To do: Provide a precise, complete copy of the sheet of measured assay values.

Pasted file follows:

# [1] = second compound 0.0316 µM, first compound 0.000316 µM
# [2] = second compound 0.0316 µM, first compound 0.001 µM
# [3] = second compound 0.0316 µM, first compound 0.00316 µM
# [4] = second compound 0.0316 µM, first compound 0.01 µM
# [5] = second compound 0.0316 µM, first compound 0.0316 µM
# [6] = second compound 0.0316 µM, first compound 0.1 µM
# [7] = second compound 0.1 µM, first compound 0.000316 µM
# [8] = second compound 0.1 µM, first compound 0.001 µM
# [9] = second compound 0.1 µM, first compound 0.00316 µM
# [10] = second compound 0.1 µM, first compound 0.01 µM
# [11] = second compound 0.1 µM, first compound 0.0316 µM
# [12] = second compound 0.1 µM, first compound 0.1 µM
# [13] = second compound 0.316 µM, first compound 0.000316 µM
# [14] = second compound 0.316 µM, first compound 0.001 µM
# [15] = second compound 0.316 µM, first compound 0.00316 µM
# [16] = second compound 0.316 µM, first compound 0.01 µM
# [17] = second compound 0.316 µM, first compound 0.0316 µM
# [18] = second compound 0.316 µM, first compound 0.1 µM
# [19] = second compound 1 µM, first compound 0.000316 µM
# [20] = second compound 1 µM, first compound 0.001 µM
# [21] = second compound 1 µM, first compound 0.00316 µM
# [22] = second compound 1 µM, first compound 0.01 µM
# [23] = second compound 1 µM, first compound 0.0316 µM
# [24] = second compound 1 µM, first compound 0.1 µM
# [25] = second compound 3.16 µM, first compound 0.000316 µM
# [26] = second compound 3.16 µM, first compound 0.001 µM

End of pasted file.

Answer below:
# [1] = second compound 0.0316 µM, first compound 0.000316 µM
# [2] = second compound 0.0316 µM, first compound 0.001 µM
# [3] = second compound 0.0316 µM, first compound 0.00316 µM
# [4] = second compound 0.0316 µM, first compound 0.01 µM
# [5] = second compound 0.0316 µM, first compound 0.0316 µM
# [6] = second compound 0.0316 µM, first compound 0.1 µM
# [7] = second compound 0.1 µM, first compound 0.000316 µM
# [8] = second compound 0.1 µM, first compound 0.001 µM
# [9] = second compound 0.1 µM, first compound 0.00316 µM
# [10] = second compound 0.1 µM, first compound 0.01 µM
# [11] = second compound 0.1 µM, first compound 0.0316 µM
# [12] = second compound 0.1 µM, first compound 0.1 µM
# [13] = second compound 0.316 µM, first compound 0.000316 µM
# [14] = second compound 0.316 µM, first compound 0.001 µM
# [15] = second compound 0.316 µM, first compound 0.00316 µM
# [16] = second compound 0.316 µM, first compound 0.01 µM
# [17] = second compound 0.316 µM, first compound 0.0316 µM
# [18] = second compound 0.316 µM, first compound 0.1 µM
# [19] = second compound 1 µM, first compound 0.000316 µM
# [20] = second compound 1 µM, first compound 0.001 µM
# [21] = second compound 1 µM, first compound 0.00316 µM
# [22] = second compound 1 µM, first compound 0.01 µM
# [23] = second compound 1 µM, first compound 0.0316 µM
# [24] = second compound 1 µM, first compound 0.1 µM
# [25] = second compound 3.16 µM, first compound 0.000316 µM
# [26] = second compound 3.16 µM, first compound 0.001 µM